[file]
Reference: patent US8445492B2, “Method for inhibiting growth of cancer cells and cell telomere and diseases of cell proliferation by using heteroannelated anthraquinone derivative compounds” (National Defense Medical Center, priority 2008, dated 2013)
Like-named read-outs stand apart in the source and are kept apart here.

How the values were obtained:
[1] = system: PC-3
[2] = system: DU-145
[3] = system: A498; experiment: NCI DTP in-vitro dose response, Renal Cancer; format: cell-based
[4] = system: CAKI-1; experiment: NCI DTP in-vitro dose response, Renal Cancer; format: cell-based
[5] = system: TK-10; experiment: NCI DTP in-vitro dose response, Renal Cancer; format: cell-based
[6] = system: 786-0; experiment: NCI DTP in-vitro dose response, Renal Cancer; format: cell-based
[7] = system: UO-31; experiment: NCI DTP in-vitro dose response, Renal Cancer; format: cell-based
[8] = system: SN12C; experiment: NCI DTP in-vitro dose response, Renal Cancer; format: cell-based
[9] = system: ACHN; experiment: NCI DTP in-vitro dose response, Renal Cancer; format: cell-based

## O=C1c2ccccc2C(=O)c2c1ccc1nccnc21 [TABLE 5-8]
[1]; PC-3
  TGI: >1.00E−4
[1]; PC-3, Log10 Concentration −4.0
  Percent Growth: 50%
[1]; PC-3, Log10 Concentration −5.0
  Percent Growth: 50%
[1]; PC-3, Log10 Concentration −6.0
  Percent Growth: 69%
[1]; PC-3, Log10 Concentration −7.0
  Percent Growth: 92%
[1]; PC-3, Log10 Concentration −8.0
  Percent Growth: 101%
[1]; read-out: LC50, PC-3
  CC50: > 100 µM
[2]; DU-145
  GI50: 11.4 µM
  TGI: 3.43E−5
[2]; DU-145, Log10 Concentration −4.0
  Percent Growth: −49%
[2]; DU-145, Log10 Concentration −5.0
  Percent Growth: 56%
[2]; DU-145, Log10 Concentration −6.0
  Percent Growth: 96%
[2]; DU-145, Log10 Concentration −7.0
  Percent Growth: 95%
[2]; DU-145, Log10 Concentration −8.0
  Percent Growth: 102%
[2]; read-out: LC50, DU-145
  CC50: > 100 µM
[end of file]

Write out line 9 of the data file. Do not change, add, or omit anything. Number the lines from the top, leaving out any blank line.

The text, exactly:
[6] = system: 786-0; experiment: NCI DTP in-vitro dose response, Renal Cancer; format: cell-based